We all know that we should get a good night's sleep, but sometimes that is easier said than done. Sleeping well is often reported by Americans to be one of the toughest health challenges. And it's no wonder why; there is so much in our lives that can interrupt our sleep and sleep routine.
Scientists agree: a good night's sleep is essential to a healthy lifestyle, less stress, and more productivity during waking hours. How can you get a better night's sleep if you're having to deal with all of the stresses of modern life? You might think, given that we're a mattress company, that we're going to recommend you get a better mattress– and yes, a good mattress is important to getting a good night's sleep. But there are six sleep techniques that have been tried and tested, and that we know will help you get your z's.
Set A Sleep Schedule
Setting and keeping a sleep schedule is a very important sleep technique to make sure that you are sleeping healthy. Good sleep is reliable sleep, and that only comes from deciding on a schedule and sticking with it. Yes, there will be times when you want to stay out late, or the occasional morning when sleeping in seems like the best course of action, but in general, a sleep schedule will help you have a more restful night.
So, how do you set a sleep schedule? First, you need to determine how much sleep you need. The Mayo Clinic recommends that you get no less than seven hours and no more than eight hours of sleep per night. Depending on your lifestyle this may feel impossible. Whether you're a college student or a new mother or a person with health problems, finding seven to eight hours of uninterrupted sleep may seem fanciful.
Think of it like exercise. No one wants to exercise (well, not everyone wants to exercise), but we do it because we know it's good for our bodies. We take time out of our day to go for a jog, or do yoga, or take the dog for a walk in the evening. If we can commit to an exercise schedule, because we know exercise is good for our body, then why can't we commit to a sleep schedule if we know sleep is good for our body?
You've Marked Out Eight Hours--Now What?
So you've decided you're going to sleep from 10:00pm to 6:00am, or 11:00pm to 7:00am, or something like that. Now how do you force yourself to do it?
Let's assume that the hardest part is going to be getting to bed on time, so let's start with waking up. Set an alarm for yourself, and stick to it. You may need to put the alarm clock on its most annoying setting, or you may need to put the alarm clock on the other side of the room--so that you HAVE to get out of bed to turn it off. Whatever you do, setting an alarm for yourself to wake up is going to be the easiest part of setting a sleep schedule. Once you can master waking up on time– no matter how groggy you may feel– then you can move on to mastering going to bed on time.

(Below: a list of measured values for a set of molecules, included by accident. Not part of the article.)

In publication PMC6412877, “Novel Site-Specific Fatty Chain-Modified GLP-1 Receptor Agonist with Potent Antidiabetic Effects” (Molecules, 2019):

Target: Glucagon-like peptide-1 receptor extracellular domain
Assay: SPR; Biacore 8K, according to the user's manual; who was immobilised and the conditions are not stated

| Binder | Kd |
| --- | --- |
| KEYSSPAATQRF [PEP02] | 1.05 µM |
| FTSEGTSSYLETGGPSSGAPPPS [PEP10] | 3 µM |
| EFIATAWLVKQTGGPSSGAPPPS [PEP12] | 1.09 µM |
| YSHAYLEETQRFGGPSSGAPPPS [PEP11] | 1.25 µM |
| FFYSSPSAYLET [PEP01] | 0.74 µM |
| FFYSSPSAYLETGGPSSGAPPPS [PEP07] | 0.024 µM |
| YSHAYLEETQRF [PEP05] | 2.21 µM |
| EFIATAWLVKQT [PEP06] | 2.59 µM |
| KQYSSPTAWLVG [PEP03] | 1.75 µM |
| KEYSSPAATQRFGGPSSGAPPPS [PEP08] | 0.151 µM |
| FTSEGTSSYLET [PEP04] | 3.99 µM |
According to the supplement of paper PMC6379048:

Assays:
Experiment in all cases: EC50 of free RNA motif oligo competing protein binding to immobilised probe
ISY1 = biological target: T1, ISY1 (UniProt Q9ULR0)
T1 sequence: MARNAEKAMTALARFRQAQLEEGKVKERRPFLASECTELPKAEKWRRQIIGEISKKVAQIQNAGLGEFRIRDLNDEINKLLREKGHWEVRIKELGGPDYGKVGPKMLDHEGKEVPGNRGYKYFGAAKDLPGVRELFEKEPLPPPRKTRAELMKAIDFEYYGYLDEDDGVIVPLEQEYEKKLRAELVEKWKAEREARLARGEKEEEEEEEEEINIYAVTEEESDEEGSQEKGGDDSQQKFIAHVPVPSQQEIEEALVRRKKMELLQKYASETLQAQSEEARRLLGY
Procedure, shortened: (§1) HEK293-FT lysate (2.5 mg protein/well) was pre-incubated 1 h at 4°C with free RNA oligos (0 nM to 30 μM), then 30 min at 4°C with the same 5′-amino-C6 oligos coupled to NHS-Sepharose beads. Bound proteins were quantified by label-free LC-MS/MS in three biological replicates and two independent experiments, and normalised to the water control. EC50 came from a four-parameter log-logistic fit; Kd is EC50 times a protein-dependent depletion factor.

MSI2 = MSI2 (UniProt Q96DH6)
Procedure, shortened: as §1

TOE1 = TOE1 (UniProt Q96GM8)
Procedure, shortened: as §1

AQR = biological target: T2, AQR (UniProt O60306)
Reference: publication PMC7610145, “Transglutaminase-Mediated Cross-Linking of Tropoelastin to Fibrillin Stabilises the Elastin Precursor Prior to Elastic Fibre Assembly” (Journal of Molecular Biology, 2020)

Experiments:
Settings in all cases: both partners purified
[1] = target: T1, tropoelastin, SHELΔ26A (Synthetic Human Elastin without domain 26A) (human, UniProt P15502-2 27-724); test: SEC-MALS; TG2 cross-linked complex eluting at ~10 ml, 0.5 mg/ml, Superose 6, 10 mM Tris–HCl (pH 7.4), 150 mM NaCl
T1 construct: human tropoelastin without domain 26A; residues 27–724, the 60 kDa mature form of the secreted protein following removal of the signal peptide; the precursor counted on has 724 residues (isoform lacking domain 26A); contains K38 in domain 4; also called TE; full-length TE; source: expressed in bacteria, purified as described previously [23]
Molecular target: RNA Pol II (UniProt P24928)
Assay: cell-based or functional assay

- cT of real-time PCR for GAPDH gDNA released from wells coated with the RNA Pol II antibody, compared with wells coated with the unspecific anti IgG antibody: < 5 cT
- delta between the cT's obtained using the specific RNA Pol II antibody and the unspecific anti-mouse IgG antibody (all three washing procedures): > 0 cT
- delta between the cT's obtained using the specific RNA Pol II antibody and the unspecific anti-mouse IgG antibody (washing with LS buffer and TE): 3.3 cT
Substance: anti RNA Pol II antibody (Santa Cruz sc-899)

How do you go to bed on time? Well, we're going to get to that in the later parts of this article, but you need to set a time and stick to it. If you decide you're an 11 to 7 person, then you need to be in bed at eleven. Yes, it's going to be hard to get used to and you might lay awake in bed for several nights before you get the hang of it, but going to bed on time and waking up on time is crucial to getting a good night's sleep.
We hate to be the bearer of bad news, but this effective sleeping technique requires fewer naps. Taking naps is going to hurt your ability to get a good night's sleep. The reason for this is pretty straightforward: if you get rest in the middle of the day you're not going to feel like getting rest later in the day. But there's actually more to it than that.
Taking naps throws off your body's natural circadian rhythms. These rhythms are what your body uses to regulate your wakefulness and sleep schedules. Getting off of your natural cycle, by taking naps when your body ought to be awake reprograms your body so that it doesn't know the right time to sleep and when to wake.
We realize that sometimes naps are a necessity. If you're working hard, mentally or physically, you can crash and be out for what seems like a well-deserved nap– and not all naps are bad. Obviously, new parents are going to catch naps whenever they can because they're sleeping so poorly at night– that's a given. And, as we get older, we need more naps because our bodies naturally need more rest (just as young children need more naps than adults).
The key to making the sleep schedule technique effective, is to try to limit naps to as few as possible. Remember: the fewer naps you take, the easier it will be to fall asleep when you hit that strict bedtime limit that you chose with your sleep schedule.
Be Careful What You Eat and Drink Before Bed
When it comes to sleep techniques, there’s few things more important than eating and drinking right. There are a lot of mistakes you can make about your eating and drinking before bed that will disrupt your good night's sleep. We all know an energy drink right before bed wouldn't be the best idea, but some people think nothing of having a coffee with dessert. Do you really need that coffee? And how much do you need? A cup of coffee an hour or two before bed can wreak havoc on your ability to get to sleep.